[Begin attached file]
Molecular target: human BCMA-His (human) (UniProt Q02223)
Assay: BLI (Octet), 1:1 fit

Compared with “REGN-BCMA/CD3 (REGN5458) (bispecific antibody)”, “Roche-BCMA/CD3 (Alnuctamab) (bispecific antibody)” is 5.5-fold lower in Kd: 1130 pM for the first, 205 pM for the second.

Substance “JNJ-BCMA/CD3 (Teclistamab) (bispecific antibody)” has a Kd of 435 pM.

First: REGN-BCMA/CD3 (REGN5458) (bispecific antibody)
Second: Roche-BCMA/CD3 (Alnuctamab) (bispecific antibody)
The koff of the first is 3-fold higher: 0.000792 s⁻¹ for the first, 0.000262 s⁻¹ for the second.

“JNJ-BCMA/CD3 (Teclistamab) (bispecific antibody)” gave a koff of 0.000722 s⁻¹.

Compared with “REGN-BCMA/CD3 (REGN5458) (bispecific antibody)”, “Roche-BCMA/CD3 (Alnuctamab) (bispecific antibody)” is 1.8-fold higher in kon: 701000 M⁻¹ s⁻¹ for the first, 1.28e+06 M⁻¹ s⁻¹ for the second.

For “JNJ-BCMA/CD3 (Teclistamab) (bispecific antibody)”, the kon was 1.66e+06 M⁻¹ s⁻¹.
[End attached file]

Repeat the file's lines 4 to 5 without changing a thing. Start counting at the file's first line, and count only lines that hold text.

Substance “JNJ-BCMA/CD3 (Teclistamab) (bispecific antibody)” has a Kd of 435 pM.

First: REGN-BCMA/CD3 (REGN5458) (bispecific antibody)